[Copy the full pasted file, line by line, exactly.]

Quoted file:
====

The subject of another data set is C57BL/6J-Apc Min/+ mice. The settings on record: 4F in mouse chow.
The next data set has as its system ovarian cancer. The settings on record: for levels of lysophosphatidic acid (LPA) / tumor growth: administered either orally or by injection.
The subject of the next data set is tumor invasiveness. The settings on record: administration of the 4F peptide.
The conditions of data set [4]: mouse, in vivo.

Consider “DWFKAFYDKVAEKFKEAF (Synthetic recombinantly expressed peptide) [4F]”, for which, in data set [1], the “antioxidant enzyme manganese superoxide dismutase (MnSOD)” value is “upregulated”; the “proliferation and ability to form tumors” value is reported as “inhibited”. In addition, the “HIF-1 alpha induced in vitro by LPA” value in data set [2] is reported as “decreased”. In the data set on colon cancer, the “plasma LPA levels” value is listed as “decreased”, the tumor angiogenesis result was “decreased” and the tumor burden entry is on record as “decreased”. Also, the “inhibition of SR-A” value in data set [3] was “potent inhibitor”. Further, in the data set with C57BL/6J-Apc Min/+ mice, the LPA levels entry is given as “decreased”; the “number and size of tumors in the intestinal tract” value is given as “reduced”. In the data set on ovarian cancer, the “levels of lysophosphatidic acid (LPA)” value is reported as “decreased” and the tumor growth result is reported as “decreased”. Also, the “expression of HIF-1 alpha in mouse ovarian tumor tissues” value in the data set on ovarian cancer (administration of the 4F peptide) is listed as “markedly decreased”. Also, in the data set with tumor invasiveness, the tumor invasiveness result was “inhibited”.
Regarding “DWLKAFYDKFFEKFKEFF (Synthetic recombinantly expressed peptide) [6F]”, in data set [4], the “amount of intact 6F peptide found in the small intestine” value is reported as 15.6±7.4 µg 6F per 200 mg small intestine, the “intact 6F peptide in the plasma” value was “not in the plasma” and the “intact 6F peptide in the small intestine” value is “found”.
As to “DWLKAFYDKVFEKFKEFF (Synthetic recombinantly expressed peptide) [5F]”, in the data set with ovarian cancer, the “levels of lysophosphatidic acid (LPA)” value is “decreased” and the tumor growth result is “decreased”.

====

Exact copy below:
The subject of another data set is C57BL/6J-Apc Min/+ mice. The settings on record: 4F in mouse chow.
The next data set has as its system ovarian cancer. The settings on record: for levels of lysophosphatidic acid (LPA) / tumor growth: administered either orally or by injection.
The subject of the next data set is tumor invasiveness. The settings on record: administration of the 4F peptide.
The conditions of data set [4]: mouse, in vivo.

Consider “DWFKAFYDKVAEKFKEAF (Synthetic recombinantly expressed peptide) [4F]”, for which, in data set [1], the “antioxidant enzyme manganese superoxide dismutase (MnSOD)” value is “upregulated”; the “proliferation and ability to form tumors” value is reported as “inhibited”. In addition, the “HIF-1 alpha induced in vitro by LPA” value in data set [2] is reported as “decreased”. In the data set on colon cancer, the “plasma LPA levels” value is listed as “decreased”, the tumor angiogenesis result was “decreased” and the tumor burden entry is on record as “decreased”. Also, the “inhibition of SR-A” value in data set [3] was “potent inhibitor”. Further, in the data set with C57BL/6J-Apc Min/+ mice, the LPA levels entry is given as “decreased”; the “number and size of tumors in the intestinal tract” value is given as “reduced”. In the data set on ovarian cancer, the “levels of lysophosphatidic acid (LPA)” value is reported as “decreased” and the tumor growth result is reported as “decreased”. Also, the “expression of HIF-1 alpha in mouse ovarian tumor tissues” value in the data set on ovarian cancer (administration of the 4F peptide) is listed as “markedly decreased”. Also, in the data set with tumor invasiveness, the tumor invasiveness result was “inhibited”.
Regarding “DWLKAFYDKFFEKFKEFF (Synthetic recombinantly expressed peptide) [6F]”, in data set [4], the “amount of intact 6F peptide found in the small intestine” value is reported as 15.6±7.4 µg 6F per 200 mg small intestine, the “intact 6F peptide in the plasma” value was “not in the plasma” and the “intact 6F peptide in the small intestine” value is “found”.
As to “DWLKAFYDKVFEKFKEFF (Synthetic recombinantly expressed peptide) [5F]”, in the data set with ovarian cancer, the “levels of lysophosphatidic acid (LPA)” value is “decreased” and the tumor growth result is “decreased”.